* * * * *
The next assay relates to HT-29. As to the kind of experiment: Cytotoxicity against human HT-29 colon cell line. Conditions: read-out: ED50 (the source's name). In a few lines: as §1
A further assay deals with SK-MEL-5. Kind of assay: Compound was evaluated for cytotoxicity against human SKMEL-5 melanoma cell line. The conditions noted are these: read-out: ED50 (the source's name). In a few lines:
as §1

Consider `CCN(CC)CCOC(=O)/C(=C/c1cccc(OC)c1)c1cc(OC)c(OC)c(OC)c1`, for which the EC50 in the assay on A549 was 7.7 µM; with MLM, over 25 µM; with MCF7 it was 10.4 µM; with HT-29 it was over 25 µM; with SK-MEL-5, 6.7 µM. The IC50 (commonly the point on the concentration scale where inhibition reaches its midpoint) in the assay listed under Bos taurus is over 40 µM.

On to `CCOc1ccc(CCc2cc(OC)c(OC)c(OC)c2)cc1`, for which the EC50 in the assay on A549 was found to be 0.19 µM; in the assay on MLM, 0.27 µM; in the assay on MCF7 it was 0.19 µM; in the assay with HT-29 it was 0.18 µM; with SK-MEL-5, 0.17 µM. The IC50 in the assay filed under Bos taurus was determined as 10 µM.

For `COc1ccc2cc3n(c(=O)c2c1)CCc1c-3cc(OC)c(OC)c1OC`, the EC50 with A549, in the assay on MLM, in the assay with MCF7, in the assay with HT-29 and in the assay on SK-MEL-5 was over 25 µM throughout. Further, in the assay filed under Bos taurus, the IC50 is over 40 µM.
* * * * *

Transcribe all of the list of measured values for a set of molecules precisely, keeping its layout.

The next assay relates to HT-29. As to the kind of experiment: Cytotoxicity against human HT-29 colon cell line. Conditions: read-out: ED50 (the source's name). In a few lines: as §1
A further assay deals with SK-MEL-5. Kind of assay: Compound was evaluated for cytotoxicity against human SKMEL-5 melanoma cell line. The conditions noted are these: read-out: ED50 (the source's name). In a few lines:
as §1

Consider `CCN(CC)CCOC(=O)/C(=C/c1cccc(OC)c1)c1cc(OC)c(OC)c(OC)c1`, for which the EC50 in the assay on A549 was 7.7 µM; with MLM, over 25 µM; with MCF7 it was 10.4 µM; with HT-29 it was over 25 µM; with SK-MEL-5, 6.7 µM. The IC50 (commonly the point on the concentration scale where inhibition reaches its midpoint) in the assay listed under Bos taurus is over 40 µM.

On to `CCOc1ccc(CCc2cc(OC)c(OC)c(OC)c2)cc1`, for which the EC50 in the assay on A549 was found to be 0.19 µM; in the assay on MLM, 0.27 µM; in the assay on MCF7 it was 0.19 µM; in the assay with HT-29 it was 0.18 µM; with SK-MEL-5, 0.17 µM. The IC50 in the assay filed under Bos taurus was determined as 10 µM.

For `COc1ccc2cc3n(c(=O)c2c1)CCc1c-3cc(OC)c(OC)c1OC`, the EC50 with A549, in the assay on MLM, in the assay with MCF7, in the assay with HT-29 and in the assay on SK-MEL-5 was over 25 µM throughout. Further, in the assay filed under Bos taurus, the IC50 is over 40 µM.